Any Canadian public library can borrow and use an Audio Recording Kit (ARK) from NNELS and any person in Canada can volunteer to record an audiobook for NNELS.
Basics for Libraries
1. Library Requirements
- A library staff member to shepherd the project, trouble-shoot computer connections, and ask for help when it's needed;
- A computer or laptop with access to the internet and Audacity software installed;
- A place – ideally a quiet one, or a quiet time – where a reader can record;
- A good-quality microphone for recording, or a borrowed Audio Recording Kit from NNELS; and
- Children's books.
2. Project Costs
- Cost of shipping an ARK from your library to its next destination;
- Staff time associated with the project.
3. More Information
We have more details about all of this for you on our Information for Libraries page on our wiki.
Basics for Volunteer Readers
With support from your library, we provide everything you need to record a book: the computer, the space, the recording equipment, and the software.
All you need to provide is yourself, some time, and a good book!
1. Recording for NNELS is DIY (Do-It-Yourself).
Unless your partner library offers otherwise, you will need to do most of the work yourself: from engaging the library to finding a book, and then learning to use the recording software and edit and upload your final book. You may also wish to pair up with someone and split up the work, with one person reading and another editing, for example, but that is up to you.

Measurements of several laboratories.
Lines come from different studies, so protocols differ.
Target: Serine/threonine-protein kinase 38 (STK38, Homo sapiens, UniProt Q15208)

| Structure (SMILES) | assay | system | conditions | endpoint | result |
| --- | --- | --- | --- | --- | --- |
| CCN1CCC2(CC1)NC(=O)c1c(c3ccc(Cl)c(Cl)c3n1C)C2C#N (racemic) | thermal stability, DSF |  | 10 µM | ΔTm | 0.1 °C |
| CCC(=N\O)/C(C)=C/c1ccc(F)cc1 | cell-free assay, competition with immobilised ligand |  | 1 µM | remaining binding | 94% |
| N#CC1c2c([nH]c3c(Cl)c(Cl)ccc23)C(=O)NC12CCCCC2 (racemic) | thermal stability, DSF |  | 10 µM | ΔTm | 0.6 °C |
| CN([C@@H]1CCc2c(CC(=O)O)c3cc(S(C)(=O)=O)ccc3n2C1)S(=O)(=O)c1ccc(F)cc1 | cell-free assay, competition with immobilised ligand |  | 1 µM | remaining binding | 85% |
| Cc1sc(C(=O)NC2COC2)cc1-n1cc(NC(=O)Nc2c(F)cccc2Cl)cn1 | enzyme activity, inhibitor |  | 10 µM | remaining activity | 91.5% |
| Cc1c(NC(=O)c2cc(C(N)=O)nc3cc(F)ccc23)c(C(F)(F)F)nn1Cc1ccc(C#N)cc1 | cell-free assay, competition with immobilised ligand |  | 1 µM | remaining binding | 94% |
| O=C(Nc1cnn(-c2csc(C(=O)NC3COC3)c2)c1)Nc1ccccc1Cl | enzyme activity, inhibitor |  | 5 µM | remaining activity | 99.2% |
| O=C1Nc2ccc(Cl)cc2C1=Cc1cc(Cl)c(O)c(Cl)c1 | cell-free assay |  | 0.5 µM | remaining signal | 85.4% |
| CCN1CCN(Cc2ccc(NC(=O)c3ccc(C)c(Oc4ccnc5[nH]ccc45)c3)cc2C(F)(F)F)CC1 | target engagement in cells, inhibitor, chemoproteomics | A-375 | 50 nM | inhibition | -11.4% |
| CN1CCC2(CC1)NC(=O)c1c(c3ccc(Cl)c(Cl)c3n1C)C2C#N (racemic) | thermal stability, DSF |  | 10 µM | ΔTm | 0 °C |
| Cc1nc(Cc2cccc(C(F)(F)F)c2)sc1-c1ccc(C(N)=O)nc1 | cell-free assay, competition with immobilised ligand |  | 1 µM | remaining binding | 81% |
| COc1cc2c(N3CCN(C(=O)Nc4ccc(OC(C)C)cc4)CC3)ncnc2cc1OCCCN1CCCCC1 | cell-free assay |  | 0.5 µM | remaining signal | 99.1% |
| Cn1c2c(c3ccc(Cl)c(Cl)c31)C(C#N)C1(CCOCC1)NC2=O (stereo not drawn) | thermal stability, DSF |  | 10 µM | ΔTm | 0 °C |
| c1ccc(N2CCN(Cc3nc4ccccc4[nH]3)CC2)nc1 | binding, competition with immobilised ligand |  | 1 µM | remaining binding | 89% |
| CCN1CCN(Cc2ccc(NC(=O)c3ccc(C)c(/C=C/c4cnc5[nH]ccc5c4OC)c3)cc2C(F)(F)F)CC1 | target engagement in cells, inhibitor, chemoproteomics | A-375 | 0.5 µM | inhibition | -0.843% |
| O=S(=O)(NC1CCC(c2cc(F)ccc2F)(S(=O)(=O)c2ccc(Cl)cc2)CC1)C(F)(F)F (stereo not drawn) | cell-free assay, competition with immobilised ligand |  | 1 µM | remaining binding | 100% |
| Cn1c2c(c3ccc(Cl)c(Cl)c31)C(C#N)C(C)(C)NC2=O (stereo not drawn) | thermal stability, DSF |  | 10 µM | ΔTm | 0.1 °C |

Here are the specific things you will need to do:
- Make friends with staff at your local library. Only library staff can request an Audio Recording Kit from NNELS. It is technically possible to record books by yourself if you have your own equipment, but we are not able to support volunteers recording outside libraries at this time.
- Learn to use the Audacity recording software to create, edit, and complete a recording (we have instructions).
- Generally be able to follow online instructions, and be able to ask for help in our online discussion forums when you're stuck.
- Be careful about how you choose a book, then plan your recording and practise reading.
- Submit a sample recording and make adjustments to your technique, if necessary.
- Record your book, edit it, and then upload it to NNELS.
2. Not all books are recordable.
You might already know which book you want to read, but we have to approve it first. If a book is "commercially-available" (that is, available for purchase somewhere), we are not permitted to make our own recording. Also, many children's books rely on illustrations to tell a story. If the story is heavily dependent on illustrations, it's probably not a great candidate for recording. Want to know more? We have just the thing: more information about choosing books to record.
3. We'd love to have you.
Here are some of reasons people have given for recording books for our collection:
- gain experience to put on a resumé;
- grow more confident with public speaking and reading out loud;
- record beloved books and so share them with others;
- learn technology skills that are practical and can help other people;
- work together, and be part of a community.
The best part of the recording process is listening to your finished book.
Every story counts.
How to Sign Up
Questions and Support
The online forums are the best place to get help with an actual recording project, but if you have any general questions, comments, or suggestions for this website, please contact us. We'd love to hear from you.
Phone: 1.888.848.9250, option 5
The Audio Recording Kits were purchased with support from the Government of Canada's Social Development Partnerships Program - Disability Component. Ongoing support for this program comes from NNELS, the BC Libraries Co-op, and participating public libraries.